6.03.2005Vitalism: the doctrine that life cannot be explained solely by mechanism. Wikipedia entry
1) What does it mean to be intelligently designed?
2) Is this fundamentally different from systems that occur naturally in the universe?
3) More importantly, given a system at some arbitrary state in its existence, is it possible to determine whether such a system was designed through natural or intelligent means?
The obvious answer to the final question, as any good student of Hume knows, is of course not. There are some more or less relaible indicators- if the system has wingnuts and a steel case it probably isn't a naturally occuring system. But these sorts of judgments do not scale properly. Imagine walking across a particularly captivating rock formation. The naive person might look at the stark straight lines and colorful sediment and immediately think it was the product of an intelligent designer with an aesthetic sense. The geologist, on the other hand, will be able to tell a far more convincing and full story about the natural fault lines and forces that gave rise to this rock formation over the course of the earth's history. And absent evidence to the contrary (ie, without having seen a terraforming crew at work the day before), we should trust the geologist. As we scale up further to consider the extremely complicated and sophisticated biological processes we find all around us (inclusive), it becomes more imperative to trust our best science.
Simple enough, right? Science is preferrable to intuitions regarding intelligent design. It doesn't get any more obvious and straightforward than that. And yet, the 'debate' over Intelligent Design continues grabbing media attention, due in no small part to vocal groups like the Discovery Institute. The majority of the (godless, leftist) media deserves credit here in at least recognizing that this 'debate' is over the validitiy of ID itself, not as a competing scientific paradigm as the IDers would have it, but over the more social issues of whether it deserves to be taught in schools or if it has a place in the public discourse. And the fact is that in most cases are are inclined to think sufficiently complex and organized things have intelligent origins. It is part of our psychology; it is exceedingly natural. If we found a working pocketwatch on Mars, everyone including scientists would be crying out for some explanation or story of how such a thing could have been assembled via the natural processes on Mars.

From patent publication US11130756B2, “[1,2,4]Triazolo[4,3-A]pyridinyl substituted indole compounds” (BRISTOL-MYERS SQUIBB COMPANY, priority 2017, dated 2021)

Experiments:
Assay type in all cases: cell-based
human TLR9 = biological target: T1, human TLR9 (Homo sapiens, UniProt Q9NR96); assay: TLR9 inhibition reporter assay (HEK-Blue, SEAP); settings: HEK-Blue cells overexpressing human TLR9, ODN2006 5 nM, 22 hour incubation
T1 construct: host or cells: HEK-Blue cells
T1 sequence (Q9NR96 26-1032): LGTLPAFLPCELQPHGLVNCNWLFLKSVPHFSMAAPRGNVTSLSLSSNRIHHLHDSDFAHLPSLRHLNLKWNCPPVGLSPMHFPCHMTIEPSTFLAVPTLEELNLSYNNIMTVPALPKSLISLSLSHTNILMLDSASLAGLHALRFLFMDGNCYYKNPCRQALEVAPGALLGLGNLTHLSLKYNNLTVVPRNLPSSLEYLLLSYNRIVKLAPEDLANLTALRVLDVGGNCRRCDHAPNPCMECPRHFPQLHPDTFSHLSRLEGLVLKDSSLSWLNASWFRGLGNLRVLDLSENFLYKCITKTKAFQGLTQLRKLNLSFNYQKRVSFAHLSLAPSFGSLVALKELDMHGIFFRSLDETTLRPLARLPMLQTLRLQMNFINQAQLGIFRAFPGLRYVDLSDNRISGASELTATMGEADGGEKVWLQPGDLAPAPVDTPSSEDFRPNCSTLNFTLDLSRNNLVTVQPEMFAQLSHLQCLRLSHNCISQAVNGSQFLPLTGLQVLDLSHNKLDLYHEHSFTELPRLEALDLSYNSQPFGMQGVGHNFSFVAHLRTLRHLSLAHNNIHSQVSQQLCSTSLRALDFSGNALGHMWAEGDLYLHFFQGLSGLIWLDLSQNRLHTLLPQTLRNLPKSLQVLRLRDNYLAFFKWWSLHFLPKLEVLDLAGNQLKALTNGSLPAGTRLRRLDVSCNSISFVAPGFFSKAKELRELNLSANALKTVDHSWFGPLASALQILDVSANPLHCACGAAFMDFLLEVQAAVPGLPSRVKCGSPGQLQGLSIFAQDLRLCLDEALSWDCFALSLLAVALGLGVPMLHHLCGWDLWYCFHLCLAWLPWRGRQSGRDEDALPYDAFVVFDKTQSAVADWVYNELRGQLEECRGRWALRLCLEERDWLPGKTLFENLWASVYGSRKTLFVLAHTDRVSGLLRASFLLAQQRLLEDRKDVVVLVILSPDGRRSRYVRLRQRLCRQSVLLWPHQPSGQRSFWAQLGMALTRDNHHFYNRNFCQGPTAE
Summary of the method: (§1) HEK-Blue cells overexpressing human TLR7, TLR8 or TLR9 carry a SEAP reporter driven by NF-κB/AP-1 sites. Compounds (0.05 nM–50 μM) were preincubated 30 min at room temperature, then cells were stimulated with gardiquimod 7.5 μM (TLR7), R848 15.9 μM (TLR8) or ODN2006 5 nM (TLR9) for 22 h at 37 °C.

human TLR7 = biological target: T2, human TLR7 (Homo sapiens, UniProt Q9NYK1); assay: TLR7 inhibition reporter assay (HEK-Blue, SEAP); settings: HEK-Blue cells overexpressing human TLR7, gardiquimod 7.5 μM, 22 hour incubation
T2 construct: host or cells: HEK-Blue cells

The distinction between intelligent and natural design, I think, is a good distinction to hold on to, for more than these intuitive reasons. We want to maintain, for instance, that there is some important difference between genetically engineered food and naturally occuring food, since this distinction might have important consequences for our health and agricultural practices. I think the media recognizes these concerns, which ultimatly have to do with our relation to our own technological artifacts; but it finds itself stuck between the ID fanatics, who blow such intuitions far out of reasonable scientific proportion, and the scientists, who when pressed seem to want to distance themselves from the notion of intelligent design as a coherent concept altogether. Luckily, philosophy can help us avoid this rather nasty little fork.
And all the philosophy we need to do is recognize that the core of this debate, on both sides, rests in question 3 above. Both the scientists and the IDers hold that Q3 can be answered in the affirmative. But of course, this answer is wrong. We are under the impression that we can distinguish intelligently designed from naturally occuring systems, simply because we are faced with an overwhelming number of intelligently designed systems everyday; the roads we drive on, the car we drive in, and every flashing light, tall building, and landscaped lawn in between is an artifical construct designed by some person or committee. And for each of these systems, we can tell some story in which they arise due to the planning and intentions of some intelligent creature, namely human beings. We can't tell such a story for the Martian pocket watch.
What is important, however, is to distinguish between a 'no' answer to Q3, and a dismissal of the idea of intelligent design whatsoever. What a no answer to Q3 tells us is simply that the origins of a system, intelligent or otherwise, are entirely irrelevant to the legitimate science conducted on that system. That there was a God is worse than false; it simply doesn't matter.
But for a 'no' answer to Q3 to be convincing, it will require some robust elaboration on questions 1&2. This is perhaps one way to see the motivation for my project.